Laterite is a type of rock and soil that is abundant in iron and aluminium and is typically associated with hot and humid tropical regions.
Due to its high concentration of iron oxide, most laterites have a reddish-brown appearance.
They are formed through the extensive and prolonged weathering of the parent rock beneath them.
In 1807, Francis Buchanan-Hamilton provided the first account of a particular geological formation in southern India and gave it the name “laterite.”
This name was derived from the Latin word “later,” which means “brick,” as the soil was densely packed and solidified enough to be fashioned into block-like structures for construction purposes.
Laterite soil is primarily found in tropical regions that experience heavy seasonal rainfall and high temperatures, due to which lime and silica gets washed away from the soil.
As a result of this wash away, the soil rich in iron pxide and aluminium formed by weathering of parent rock is left behind.
In India, Laterite soils are not very fertile and require significant amounts of manure and fertilizers to be viable.
They have a coarse texture and are deficient in nitrogen, phosphoric acid, potash, and urea.
Due to their high iron oxide content, they have a distinctive red hue colour and are suitable for growing cashew nuts and tapioca.
This soil is also utilized in India for constructing bricks. Also, with appropriate fertilizers, they can be used for cultivating various crops such as cotton, rice, wheat, pulses, tea, and coffee.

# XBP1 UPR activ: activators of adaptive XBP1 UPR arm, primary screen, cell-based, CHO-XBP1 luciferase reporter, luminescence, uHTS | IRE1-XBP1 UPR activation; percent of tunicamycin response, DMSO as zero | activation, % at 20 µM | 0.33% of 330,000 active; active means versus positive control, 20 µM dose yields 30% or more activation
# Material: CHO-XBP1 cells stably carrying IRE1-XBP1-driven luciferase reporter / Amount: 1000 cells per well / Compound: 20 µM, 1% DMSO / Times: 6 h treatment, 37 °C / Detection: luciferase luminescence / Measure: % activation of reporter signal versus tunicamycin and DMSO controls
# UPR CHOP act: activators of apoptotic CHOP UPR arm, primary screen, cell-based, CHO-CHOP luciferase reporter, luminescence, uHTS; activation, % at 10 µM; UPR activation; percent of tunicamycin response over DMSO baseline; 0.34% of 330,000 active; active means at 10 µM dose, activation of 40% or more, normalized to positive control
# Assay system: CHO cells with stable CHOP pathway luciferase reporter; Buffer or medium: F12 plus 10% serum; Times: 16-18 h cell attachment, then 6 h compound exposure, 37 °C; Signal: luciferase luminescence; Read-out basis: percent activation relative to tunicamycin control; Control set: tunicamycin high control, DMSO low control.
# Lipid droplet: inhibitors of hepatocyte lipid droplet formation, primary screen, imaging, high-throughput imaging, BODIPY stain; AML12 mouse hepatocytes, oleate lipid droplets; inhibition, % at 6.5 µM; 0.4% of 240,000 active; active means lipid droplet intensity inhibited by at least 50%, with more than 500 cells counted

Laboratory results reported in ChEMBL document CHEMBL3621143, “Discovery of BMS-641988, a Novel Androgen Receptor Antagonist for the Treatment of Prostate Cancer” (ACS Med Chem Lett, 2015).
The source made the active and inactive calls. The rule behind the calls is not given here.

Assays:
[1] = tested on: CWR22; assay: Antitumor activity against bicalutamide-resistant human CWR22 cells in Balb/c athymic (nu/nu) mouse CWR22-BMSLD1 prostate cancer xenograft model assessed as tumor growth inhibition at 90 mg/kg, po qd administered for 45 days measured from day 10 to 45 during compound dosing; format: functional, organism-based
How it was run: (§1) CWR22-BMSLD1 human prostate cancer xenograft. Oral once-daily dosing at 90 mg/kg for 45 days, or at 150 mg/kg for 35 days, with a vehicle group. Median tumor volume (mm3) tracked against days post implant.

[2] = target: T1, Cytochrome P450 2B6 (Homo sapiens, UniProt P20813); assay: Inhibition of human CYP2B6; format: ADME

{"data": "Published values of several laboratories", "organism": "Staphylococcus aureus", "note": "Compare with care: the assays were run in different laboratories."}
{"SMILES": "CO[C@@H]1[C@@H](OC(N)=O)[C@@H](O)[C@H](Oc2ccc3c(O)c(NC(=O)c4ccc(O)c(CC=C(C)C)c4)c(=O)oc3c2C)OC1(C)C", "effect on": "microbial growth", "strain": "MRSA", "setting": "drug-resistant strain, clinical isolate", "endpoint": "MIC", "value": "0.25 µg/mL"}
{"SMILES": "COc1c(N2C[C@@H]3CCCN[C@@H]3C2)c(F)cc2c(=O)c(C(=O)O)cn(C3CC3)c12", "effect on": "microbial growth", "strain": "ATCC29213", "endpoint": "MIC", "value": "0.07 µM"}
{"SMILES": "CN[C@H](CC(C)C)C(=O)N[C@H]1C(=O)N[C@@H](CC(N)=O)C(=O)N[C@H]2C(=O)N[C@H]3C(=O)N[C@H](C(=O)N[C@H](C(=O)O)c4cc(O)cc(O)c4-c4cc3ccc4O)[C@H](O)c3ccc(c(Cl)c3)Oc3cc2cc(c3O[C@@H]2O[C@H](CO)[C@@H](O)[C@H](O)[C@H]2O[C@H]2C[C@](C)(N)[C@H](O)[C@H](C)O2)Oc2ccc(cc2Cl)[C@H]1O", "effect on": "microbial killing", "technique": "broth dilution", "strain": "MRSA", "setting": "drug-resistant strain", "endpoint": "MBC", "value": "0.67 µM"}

In India, laterite soils are predominantly present in various regions such as
1. Eastern Orissa
3. South Western Ghats
4. The plains of the Malabar Coast
5. Some parts of Andhra Pradesh, Tamil Nadu, Karnataka, Meghalaya, and West Bengal.
Advantages and Disadvantages
- It can be used to lay roads
- With a high clay content, they have a greater capacity to retain water.
- It can also act as water purifier and can remove heavy metals.
- These soils are formed by leaching, resulting in lower levels of minerals and organic matter.
- Due to the leaching process, the soils become acidic as alkalis are removed.
- They are not very fertile.
Uses of Laterite soil are:
- Agriculture: Proper use of irrigation and fertilizers enables the cultivation of various crops such as cotton, rice, wheat, pulses, tea, and coffee.
- Building Blocks: The soil serves as a crucial source of building material due to its ability to be easily cut with a spade yet hardened like iron when exposed to air.
- Waste water treatment: Agriculture has caused a significant problem of phosphorus enrichment in lakes at some places. To address this issue, some sewage treatment facilities use a technique involving laterite, which is a type of low-grade bauxite that is high in iron and aluminum.
This method involves using an acid solution to treat the laterite, followed by precipitation, which helps to remove phosphorus and heavy metals.
A reddish clayey soil that is hard when dry and makes up the topsoil in many tropical areas is called laterite (from the Latin: later, which means brick).
In India, laterite soils are predominantly present in various regions such as Eastern Orissa, Maharashtra, South Western Ghats, the plains of the Malabar Coast, and some parts of Andhra Pradesh, Tamil Nadu, Karnataka, Meghalaya, and West Bengal.
It is used for growing various crops such as cotton, rice, wheat, pulses, tea, and coffee.
Aluminum and Iron.